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President Joe Biden is incredibly proud of his staff’s sexual and racial diversity. You don’t even have to ask. He’ll tell you that his choices were tailor-made to “look like the country,” meeting he demands of his party’s identity-focused base. Yet, as we’ve seen time and time again, staffing based on immutable characteristics instead of earned qualifications can only end poorly.
Party activists oftentimes stubbornly adhere to a radical worldview, a position much easier to hold when not implementing plans. They expect whomever they support to be just as rigid.
But when any appointee takes on a job for an administration, he or she meets the undeniable reality that ideological obedience isn’t always practical. That’s especially true when trying to please more than just the party base ahead of a crucial midterm election. Equally true? Many mainstream politicians aren’t nearly as woke as their virtue-signaling buzzwords suggest.
The moment a bureaucrat veers away from the positions he or she is “supposed” to hold, activists quickly forget the excitement of a diversity hire. In all their rage at administration officials not pursuing exactly what they demand, activists seldom realize that maybe they shouldn’t have judged the book by its cover.
You needn’t look outside of Seattle to see the chaos and disappointment that comes from blindly embracing tribalism. Activists once celebrated many Seattle “firsts” as they earned leadership posts. Years later, the same activists ran those “firsts” out of town for not being leftist enough. Indeed, if there’s a lesson here, it’s that Seattle’s trouble could soon become Biden’s.
Today’s Leftists Always Want More
Seattle’s first black, female police chief Carmen Best somehow shocked the activist community for being too supportive of law enforcement. Mitzi Johanknecht, King County’s first lesbian sheriff, wouldn’t blindly back radical police reforms. Activists weren’t pleased.
Seattle’s first lesbian and American Indian school Superintendent Denise Juneau didn’t super-serve non-white people the way activists demanded. And it wasn’t enough that Seattle’s first lesbian Mayor Jenny Durkan gave radicals space for an illegal (and ultimately deadly) occupation. When she didn’t give in to every whim of the increasingly radical Black Lives Matter and Antifa movements, she became their enemy.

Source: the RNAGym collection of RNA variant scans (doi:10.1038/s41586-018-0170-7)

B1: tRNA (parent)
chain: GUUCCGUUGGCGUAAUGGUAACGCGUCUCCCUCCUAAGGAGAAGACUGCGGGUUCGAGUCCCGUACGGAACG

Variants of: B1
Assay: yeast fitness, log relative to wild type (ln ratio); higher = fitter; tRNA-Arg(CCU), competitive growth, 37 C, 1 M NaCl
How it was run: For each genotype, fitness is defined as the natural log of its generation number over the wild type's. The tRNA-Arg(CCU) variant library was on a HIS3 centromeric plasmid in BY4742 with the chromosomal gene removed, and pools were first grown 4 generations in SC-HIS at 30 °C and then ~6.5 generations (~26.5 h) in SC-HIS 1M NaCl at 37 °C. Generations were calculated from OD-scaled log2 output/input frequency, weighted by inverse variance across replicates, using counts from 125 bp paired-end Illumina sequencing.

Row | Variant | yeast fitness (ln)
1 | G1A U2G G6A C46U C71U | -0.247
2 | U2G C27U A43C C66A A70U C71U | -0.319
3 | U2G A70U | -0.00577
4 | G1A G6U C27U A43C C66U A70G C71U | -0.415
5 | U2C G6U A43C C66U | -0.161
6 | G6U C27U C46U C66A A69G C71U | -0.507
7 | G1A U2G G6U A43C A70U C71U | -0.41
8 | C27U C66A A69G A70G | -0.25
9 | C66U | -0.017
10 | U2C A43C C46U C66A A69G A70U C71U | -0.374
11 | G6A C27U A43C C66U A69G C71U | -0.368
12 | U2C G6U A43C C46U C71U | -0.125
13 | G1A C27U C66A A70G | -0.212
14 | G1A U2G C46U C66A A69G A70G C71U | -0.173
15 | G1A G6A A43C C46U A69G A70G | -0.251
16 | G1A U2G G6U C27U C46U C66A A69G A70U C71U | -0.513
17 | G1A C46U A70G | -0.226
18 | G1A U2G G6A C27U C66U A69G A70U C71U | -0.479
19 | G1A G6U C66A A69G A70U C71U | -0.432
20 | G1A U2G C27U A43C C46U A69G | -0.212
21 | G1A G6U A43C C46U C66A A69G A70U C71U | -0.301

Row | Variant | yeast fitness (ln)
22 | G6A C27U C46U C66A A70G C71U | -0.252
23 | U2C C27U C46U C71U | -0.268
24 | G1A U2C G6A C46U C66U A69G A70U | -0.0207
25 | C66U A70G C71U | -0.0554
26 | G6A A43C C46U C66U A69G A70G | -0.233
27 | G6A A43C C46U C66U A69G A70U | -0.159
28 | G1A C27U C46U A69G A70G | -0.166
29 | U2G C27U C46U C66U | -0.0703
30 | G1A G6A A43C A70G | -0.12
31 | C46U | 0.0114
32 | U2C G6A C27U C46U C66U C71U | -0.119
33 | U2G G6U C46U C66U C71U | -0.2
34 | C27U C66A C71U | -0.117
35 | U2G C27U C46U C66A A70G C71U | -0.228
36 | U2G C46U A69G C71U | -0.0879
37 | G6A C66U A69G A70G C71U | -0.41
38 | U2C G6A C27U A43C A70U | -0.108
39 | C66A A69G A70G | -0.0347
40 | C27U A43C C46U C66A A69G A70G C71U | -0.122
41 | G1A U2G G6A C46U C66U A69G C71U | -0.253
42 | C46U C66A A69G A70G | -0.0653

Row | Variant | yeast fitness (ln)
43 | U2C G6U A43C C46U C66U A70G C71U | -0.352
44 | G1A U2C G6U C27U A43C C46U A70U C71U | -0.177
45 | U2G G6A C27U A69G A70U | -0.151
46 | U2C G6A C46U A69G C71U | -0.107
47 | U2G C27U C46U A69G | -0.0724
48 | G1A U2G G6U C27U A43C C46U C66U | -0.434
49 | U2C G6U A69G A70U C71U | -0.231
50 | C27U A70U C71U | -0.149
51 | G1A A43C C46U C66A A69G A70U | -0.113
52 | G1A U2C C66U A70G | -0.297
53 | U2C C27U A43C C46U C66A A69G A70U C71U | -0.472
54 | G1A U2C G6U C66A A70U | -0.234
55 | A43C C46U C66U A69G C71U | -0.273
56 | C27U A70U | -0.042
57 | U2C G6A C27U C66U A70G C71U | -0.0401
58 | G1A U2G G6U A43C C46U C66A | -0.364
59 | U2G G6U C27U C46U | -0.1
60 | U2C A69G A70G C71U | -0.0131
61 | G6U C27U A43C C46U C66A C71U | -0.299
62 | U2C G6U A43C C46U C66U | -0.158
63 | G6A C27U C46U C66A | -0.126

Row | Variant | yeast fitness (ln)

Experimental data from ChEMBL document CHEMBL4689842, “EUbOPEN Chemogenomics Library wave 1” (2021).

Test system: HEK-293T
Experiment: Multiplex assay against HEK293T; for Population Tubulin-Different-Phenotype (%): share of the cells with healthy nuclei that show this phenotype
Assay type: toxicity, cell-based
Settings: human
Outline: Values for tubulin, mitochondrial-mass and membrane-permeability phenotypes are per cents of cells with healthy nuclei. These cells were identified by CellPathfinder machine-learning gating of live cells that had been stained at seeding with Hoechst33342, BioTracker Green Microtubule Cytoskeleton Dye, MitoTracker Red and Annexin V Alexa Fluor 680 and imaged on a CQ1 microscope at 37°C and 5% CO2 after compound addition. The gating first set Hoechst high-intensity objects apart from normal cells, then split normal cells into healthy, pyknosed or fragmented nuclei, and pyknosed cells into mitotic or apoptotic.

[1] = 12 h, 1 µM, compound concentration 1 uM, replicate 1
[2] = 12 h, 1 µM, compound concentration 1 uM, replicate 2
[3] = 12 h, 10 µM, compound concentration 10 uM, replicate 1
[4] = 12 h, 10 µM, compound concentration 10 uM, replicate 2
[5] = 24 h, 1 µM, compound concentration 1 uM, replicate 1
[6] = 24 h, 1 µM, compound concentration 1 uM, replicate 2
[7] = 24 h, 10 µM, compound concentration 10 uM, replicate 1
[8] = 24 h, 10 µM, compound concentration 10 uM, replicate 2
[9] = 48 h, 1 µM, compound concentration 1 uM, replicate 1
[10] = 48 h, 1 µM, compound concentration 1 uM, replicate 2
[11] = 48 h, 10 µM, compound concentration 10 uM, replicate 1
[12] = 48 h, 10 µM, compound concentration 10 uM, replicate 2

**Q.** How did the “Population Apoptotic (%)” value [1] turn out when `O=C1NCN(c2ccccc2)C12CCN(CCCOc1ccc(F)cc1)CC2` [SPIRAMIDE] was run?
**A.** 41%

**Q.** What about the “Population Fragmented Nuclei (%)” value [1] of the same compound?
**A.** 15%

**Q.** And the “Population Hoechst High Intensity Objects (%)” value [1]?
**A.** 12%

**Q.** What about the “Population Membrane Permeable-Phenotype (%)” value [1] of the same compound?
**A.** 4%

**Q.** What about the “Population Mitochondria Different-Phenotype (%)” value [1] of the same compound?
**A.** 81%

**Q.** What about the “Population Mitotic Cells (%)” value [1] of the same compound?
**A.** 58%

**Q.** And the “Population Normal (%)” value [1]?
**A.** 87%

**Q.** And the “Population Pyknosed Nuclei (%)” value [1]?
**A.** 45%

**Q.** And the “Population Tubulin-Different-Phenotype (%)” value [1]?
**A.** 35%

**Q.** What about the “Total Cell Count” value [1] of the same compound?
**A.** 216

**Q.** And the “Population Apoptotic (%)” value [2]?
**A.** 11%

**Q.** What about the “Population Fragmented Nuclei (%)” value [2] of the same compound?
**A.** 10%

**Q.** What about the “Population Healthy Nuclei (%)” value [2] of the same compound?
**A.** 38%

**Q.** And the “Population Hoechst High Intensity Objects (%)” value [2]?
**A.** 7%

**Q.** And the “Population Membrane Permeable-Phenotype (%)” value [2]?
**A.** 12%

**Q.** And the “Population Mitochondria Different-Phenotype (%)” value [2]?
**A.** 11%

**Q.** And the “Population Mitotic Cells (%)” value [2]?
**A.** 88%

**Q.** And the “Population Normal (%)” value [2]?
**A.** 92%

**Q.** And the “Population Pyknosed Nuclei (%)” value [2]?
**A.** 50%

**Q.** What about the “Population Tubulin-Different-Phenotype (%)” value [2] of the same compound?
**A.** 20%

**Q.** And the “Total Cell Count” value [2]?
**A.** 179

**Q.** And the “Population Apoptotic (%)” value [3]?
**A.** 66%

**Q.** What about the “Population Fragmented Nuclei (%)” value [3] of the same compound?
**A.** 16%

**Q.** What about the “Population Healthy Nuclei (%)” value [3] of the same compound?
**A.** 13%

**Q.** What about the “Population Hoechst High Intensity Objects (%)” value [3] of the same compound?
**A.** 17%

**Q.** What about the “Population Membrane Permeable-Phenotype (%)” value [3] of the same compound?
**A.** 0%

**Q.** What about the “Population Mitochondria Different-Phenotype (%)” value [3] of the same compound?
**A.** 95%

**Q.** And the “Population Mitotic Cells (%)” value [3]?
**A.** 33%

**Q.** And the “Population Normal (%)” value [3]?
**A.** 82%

It’s not so much that these leaders were bad at their jobs; that’s obviously subjective. It’s that they didn’t meet the expectations of a leftist movement that assumed these leaders could effectively hold positions based exclusively on their identities. They all mostly delivered what they said they would, or at least tried. But when all you see is identity, you pay little attention to anything else.
Identity politics is an innately pernicious concept promoted by America’s leftists. Meant to eradicate perceived institutional or systemic bias, it does the opposite, creating a system where one gains an unearned advantage due to membership in a marginalized community. It’s institutionalized tokenism.
The concept has evolved into the practice of electing, appointing, or hiring a variety of people that “look like the country.” In other words, whether it’s Biden’s cabinet, the local police force, or the boards of corporations, it must represent a menagerie of different demographics.
It’s no longer about one’s qualifications based on skills or ideas; instead, you’re the right choice merely because of the group you belong to. It renders us into marks on a checklist meant to satisfy the demands of groups promoting the most superficial aspects of diversity.
This is in no way, shape, or form a good way to pick leaders. Indeed, the events in Seattle over the last several months show you the limitations of this condescending ideological view.
The Demands of Radicals